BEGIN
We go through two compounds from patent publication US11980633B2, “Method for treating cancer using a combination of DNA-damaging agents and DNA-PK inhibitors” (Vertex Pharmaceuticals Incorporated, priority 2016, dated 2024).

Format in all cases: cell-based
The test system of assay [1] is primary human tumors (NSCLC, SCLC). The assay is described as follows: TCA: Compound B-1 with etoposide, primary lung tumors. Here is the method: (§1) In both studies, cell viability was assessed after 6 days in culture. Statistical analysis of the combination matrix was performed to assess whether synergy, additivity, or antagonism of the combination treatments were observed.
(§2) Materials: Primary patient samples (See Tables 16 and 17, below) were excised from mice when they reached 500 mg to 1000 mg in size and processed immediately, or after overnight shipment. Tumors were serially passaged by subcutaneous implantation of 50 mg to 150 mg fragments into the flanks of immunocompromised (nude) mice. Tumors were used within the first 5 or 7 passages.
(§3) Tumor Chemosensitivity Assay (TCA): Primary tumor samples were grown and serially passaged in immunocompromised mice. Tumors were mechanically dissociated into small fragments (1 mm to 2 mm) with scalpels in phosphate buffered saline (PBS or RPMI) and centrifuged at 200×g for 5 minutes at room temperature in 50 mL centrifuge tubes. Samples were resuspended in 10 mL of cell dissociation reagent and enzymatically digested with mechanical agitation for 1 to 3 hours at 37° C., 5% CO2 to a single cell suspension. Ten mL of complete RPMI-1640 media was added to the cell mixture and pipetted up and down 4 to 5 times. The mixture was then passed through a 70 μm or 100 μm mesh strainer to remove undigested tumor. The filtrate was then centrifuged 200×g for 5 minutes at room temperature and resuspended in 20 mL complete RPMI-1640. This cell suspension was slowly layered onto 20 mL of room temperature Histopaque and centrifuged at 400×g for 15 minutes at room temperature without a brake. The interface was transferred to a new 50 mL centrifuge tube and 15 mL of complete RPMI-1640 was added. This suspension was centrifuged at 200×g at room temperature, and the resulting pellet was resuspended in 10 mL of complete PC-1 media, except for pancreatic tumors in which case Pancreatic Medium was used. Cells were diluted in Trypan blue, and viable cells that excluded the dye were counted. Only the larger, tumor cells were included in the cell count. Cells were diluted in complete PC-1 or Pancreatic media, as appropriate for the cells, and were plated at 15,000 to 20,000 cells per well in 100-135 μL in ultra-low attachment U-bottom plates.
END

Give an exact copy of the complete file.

We go through two compounds from patent publication US11980633B2, “Method for treating cancer using a combination of DNA-damaging agents and DNA-PK inhibitors” (Vertex Pharmaceuticals Incorporated, priority 2016, dated 2024).

Format in all cases: cell-based
The test system of assay [1] is primary human tumors (NSCLC, SCLC). The assay is described as follows: TCA: Compound B-1 with etoposide, primary lung tumors. Here is the method: (§1) In both studies, cell viability was assessed after 6 days in culture. Statistical analysis of the combination matrix was performed to assess whether synergy, additivity, or antagonism of the combination treatments were observed.
(§2) Materials: Primary patient samples (See Tables 16 and 17, below) were excised from mice when they reached 500 mg to 1000 mg in size and processed immediately, or after overnight shipment. Tumors were serially passaged by subcutaneous implantation of 50 mg to 150 mg fragments into the flanks of immunocompromised (nude) mice. Tumors were used within the first 5 or 7 passages.
(§3) Tumor Chemosensitivity Assay (TCA): Primary tumor samples were grown and serially passaged in immunocompromised mice. Tumors were mechanically dissociated into small fragments (1 mm to 2 mm) with scalpels in phosphate buffered saline (PBS or RPMI) and centrifuged at 200×g for 5 minutes at room temperature in 50 mL centrifuge tubes. Samples were resuspended in 10 mL of cell dissociation reagent and enzymatically digested with mechanical agitation for 1 to 3 hours at 37° C., 5% CO2 to a single cell suspension. Ten mL of complete RPMI-1640 media was added to the cell mixture and pipetted up and down 4 to 5 times. The mixture was then passed through a 70 μm or 100 μm mesh strainer to remove undigested tumor. The filtrate was then centrifuged 200×g for 5 minutes at room temperature and resuspended in 20 mL complete RPMI-1640. This cell suspension was slowly layered onto 20 mL of room temperature Histopaque and centrifuged at 400×g for 15 minutes at room temperature without a brake. The interface was transferred to a new 50 mL centrifuge tube and 15 mL of complete RPMI-1640 was added. This suspension was centrifuged at 200×g at room temperature, and the resulting pellet was resuspended in 10 mL of complete PC-1 media, except for pancreatic tumors in which case Pancreatic Medium was used. Cells were diluted in Trypan blue, and viable cells that excluded the dye were counted. Only the larger, tumor cells were included in the cell count. Cells were diluted in complete PC-1 or Pancreatic media, as appropriate for the cells, and were plated at 15,000 to 20,000 cells per well in 100-135 μL in ultra-low attachment U-bottom plates.